A bountiful crop
In farming, there are good years, and there are great years.
A recent local tour has confirmed what many people can see with their own eyes — it should be a bin-busting corn and bean yield this year.
Regular rains and reasonable weather have combined to produce an expected record crop. Here's one stunning statistic: A Monticello area field is expected to produce an average of nearly 300 bushels of corn.
That number is an outlier by a mile, well over the average of 200-plus bushels in Piatt County. But even the average numbers were distinctly not average. Derrick Bruhn, a grain merchandising manager, called them "the highest numbers I've seen from crop tours in the 13 or 14 years I've been with" Topflight Grain Co. in Monticello. Bruhn also said he's as "optimistic about beans as I am about corn," although no formal yield estimates have been released.
Nothing does a farmer's heart more good than to see lush green fields filled with corn and beans. But, obviously, there is a downside as well — one farmers have to consider but cannot control.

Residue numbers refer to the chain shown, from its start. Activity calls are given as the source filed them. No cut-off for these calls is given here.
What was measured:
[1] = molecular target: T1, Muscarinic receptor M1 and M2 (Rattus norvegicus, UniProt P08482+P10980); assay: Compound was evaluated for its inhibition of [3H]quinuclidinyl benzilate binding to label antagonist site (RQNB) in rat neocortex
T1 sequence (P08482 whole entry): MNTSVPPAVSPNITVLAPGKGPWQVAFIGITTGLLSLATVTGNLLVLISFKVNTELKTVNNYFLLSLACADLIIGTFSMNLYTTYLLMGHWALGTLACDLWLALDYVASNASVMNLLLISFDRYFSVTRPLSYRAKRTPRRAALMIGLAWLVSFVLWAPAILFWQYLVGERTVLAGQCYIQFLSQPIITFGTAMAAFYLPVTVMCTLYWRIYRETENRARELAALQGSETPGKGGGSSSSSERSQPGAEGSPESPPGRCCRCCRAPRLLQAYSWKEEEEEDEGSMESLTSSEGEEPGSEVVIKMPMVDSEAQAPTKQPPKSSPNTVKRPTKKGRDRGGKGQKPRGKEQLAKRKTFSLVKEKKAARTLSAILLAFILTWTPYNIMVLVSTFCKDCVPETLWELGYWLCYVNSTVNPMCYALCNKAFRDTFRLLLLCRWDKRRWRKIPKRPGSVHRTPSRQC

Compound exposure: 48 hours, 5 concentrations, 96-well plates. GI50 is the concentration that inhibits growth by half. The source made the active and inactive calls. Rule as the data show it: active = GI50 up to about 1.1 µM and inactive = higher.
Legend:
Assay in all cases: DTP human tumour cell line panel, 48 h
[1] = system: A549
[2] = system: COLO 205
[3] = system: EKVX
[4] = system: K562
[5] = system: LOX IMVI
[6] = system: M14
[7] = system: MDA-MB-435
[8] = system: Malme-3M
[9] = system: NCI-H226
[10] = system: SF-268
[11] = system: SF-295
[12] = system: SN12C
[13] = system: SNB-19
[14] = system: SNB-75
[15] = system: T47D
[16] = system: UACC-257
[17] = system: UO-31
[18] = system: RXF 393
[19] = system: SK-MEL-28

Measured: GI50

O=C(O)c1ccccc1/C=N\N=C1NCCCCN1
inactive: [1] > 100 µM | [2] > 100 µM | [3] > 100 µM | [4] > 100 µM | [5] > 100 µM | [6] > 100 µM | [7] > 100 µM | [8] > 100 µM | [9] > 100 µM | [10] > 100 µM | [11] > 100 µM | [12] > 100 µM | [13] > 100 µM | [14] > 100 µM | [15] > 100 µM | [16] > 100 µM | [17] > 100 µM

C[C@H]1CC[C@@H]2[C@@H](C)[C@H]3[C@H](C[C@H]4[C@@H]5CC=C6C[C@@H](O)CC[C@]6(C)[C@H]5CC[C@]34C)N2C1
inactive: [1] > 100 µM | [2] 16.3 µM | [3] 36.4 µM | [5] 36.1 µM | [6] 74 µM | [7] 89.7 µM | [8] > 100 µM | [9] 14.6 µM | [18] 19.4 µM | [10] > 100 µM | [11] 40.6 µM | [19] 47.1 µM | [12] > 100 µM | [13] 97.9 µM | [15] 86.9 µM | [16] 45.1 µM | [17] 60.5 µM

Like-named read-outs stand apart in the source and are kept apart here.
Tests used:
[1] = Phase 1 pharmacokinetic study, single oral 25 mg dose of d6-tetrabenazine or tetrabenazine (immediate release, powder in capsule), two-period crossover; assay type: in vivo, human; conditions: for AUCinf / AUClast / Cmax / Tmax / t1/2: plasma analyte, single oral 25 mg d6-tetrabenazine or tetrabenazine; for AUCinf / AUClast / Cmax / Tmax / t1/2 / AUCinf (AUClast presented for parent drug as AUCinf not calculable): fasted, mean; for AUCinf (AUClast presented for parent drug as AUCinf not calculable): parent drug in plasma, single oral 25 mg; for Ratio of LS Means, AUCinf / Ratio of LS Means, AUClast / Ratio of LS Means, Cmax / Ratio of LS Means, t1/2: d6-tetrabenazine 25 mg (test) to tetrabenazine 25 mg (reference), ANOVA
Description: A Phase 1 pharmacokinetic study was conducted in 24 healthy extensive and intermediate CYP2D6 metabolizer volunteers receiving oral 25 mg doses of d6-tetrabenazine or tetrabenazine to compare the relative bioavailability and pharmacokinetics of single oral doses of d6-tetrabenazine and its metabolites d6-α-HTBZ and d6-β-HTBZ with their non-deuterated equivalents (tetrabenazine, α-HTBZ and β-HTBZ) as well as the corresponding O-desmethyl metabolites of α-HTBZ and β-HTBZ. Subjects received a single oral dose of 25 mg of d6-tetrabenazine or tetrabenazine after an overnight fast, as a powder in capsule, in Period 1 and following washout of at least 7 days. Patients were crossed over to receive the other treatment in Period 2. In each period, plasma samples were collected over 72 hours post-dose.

It's the law of supply and demand — the greater the supply, the lower the value of the commodity in great supply.
It was only a couple of years ago when — due to staggering demand and shorter supply, corn was selling for roughly $8 a bushel. That's an unheard-of price that put a fortune in the pockets of farmers who had corn to sell.
This year's price falls far short, standing somewhere around $3.60 a bushel today and $3.45 for the fall. January corn prices range from $3.60 to $3.70 a bushel.
At the same time, bean prices also have fallen from the $14-a-bushel level of recent times. The current price for beans ranges from $12.13 to $12.34. The fall price is significantly lower, about $10.30 a bushel. January soybean prices are only a few cents per bushel higher.
Given increased input costs, profit margins could well drop significantly, even considering the substantially higher yields that are expected.
Such is the nature of the farming game, which actually is serious business. Weather and price can be the bane of the farmer's existence.
Still, those lush corn and bean fields sure look nice, exactly the way they're supposed to look when Mother Nature is in a cooperative mood.